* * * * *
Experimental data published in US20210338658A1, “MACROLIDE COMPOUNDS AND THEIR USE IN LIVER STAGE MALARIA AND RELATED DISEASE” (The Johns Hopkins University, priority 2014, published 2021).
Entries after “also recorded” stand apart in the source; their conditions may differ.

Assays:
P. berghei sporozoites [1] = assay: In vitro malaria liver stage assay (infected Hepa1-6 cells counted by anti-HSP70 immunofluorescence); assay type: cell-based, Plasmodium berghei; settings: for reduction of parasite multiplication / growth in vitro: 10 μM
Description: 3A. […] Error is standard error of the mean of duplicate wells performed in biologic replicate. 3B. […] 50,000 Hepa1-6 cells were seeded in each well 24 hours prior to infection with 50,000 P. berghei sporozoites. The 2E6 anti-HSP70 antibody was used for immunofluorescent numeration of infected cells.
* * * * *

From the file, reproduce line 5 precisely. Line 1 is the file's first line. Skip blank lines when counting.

Description: 3A. […] Error is standard error of the mean of duplicate wells performed in biologic replicate. 3B. […] 50,000 Hepa1-6 cells were seeded in each well 24 hours prior to infection with 50,000 P. berghei sporozoites. The 2E6 anti-HSP70 antibody was used for immunofluorescent numeration of infected cells.